Even at the ripe age of 37 years old, Dirk Nowitzki is about to lace them up one more time for the German National Team.
Just more than two weeks ahead of EuroBasket 2015, a tournament that would help Germany qualify for the 2016 Olympics in Rio, the national team’s roster is about to be set for the Sept. 5 opener against Iceland. Nowitzki is certainly a favorite to make the final roster, not only because of his All-Star ability but also because of his iconic status in his home country. Berlin, the capital of Germany, is one of the host cities, adding yet another element of excitement for the Big German, who was hesitant to participate in the tournament until he found out he’d be playing on his home soil.
“I’m very excited,” Nowitzki said earlier this summer. “You know, to me, it was the big deal that the tournament, or at least the first round, is in Germany. I think I’ve never had a home European championship or world championship at home. This means a lot to our country and to the basketball world in our country. Berlin is an amazing basketball city already over the last 10, 15 or 20 years, so this should be fun. We have a murderous group with a lot of great countries, but we’re going to give it our best and see what happens.”
The Germans are in a group with four of the top-seven teams in Europe, according to FIBA Power Rankings in anticipation of the tournament. Nowitzki’s gang will square off against teams including Spain, Serbia, Italy, and Turkey. Germany is ranked eighth among teams which qualified for the tournament. No matter how difficult the opponents are, however, there’s always hope that the home crowd and a motivated Nowitzki will be enough to push Germany through group play and into the elimination round.
If Nowitzki is feeling any pressure — earlier this summer he hinted this could be the last time he wears his nation’s colors in competition — he certainly isn’t letting it show. In practices he’s still being the same old Dirk: relaxed and funny, enjoying himself. (Following gif courtesy of Jason Gallagher.)
How can you not like the guy?
It goes without saying his international career has already been a storied one. He’s averaged 20.3 points and 7.2 rebounds at the senior level with the national team, according to his FIBA profile, in games dating back to 1999. His accolades include a EuroBasket 2005 MVP award for averaging 26.1 points and 10.6 boards, and earning the MVP award at the 2002 World Cup for scoring 24.0 points and grabbing 8.2 boards. At the 2008 Summer Olympics in Beijing, he was selected to carry the German flag during the opening ceremonies. He considered that one of the biggest honors of his career. Nowitzki is Germany’s best-ever player and has had possibly the greatest NBA career of any international player in league history.
The difference between this EuroBasket and the last tournament he competed in in 2011, though, is that Nowitzki is playing with young, NBA-caliber players who can help carry the load through an intense group schedule that will see the team play five games in six days. Atlanta Hawks’ point guard Dennis Schroder and big man Tibor Pleiss of the Utah Jazz will both play in the NBA this season, and combined with Nowitzki that creates a solid trio that could make some noise come tournament time. That isn’t to say that, in the past, Nowitzki hasn’t teamed up with NBA talent. He’s played alongside former Mavericks big men Shawn Bradley and Chris Kaman in past competitions. But, as is the case in the NBA, point guard is perhaps the most important position on the team, so having Schroder to shore up that spot will make Nowitzki’s job easier in the pick-and-roll and pick-and-pop game.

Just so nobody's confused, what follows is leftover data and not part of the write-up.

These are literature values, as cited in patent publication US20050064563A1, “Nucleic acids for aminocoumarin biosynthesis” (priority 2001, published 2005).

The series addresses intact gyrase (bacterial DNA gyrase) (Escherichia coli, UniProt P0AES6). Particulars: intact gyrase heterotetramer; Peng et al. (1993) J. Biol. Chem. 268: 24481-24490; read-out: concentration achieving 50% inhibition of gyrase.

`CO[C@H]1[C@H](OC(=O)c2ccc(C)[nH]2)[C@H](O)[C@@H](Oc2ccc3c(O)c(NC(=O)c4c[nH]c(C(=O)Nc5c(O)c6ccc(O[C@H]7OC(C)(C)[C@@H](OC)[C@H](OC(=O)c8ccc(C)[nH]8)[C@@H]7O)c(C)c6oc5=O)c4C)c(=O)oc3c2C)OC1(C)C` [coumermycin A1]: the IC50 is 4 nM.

Although he’s about to enter his 18th season in the league, he still remains an effective player — he was an All-Star last season, after all. But Mavs forward Chandler Parsons hopes to earn an expanded role in the offense this season, and with new acquisitions Wes Matthews and Deron Williams entering the equation, Dallas has built a team that can take the burden of scoring of Nowitzki’s shoulders in ways the club hasn’t been able to before. Offensive responsibility hasn’t been an issue for the German, however, who said following the season that he’d even consider coming off the bench for the Mavs if it meant giving the team a better chance to win in the playoffs.
He’s the seventh-leading scorer in NBA history, a Finals MVP, a surefire Hall of Famer, and an Olympian, but he’s making one more push to help his country qualify for yet another Olympics. That type of selflessness defines who Nowitzki is as a player and leader.
Germany’s EuroBasket schedule is below. Some games might be available for viewing in the U.S., but a finalized TV schedule hasn’t been released yet.
Sept. 5 – vs. Iceland
Sept. 6 – vs. Serbia
Sept. 8 – vs. Turkey
Sept. 9 – vs. Italy
Sept. 10 – vs. Spain
The top four teams in each of the four groups advance. If Germany moves on, it will play in the elimination round on Sept. 12 or 13 in Lille, France.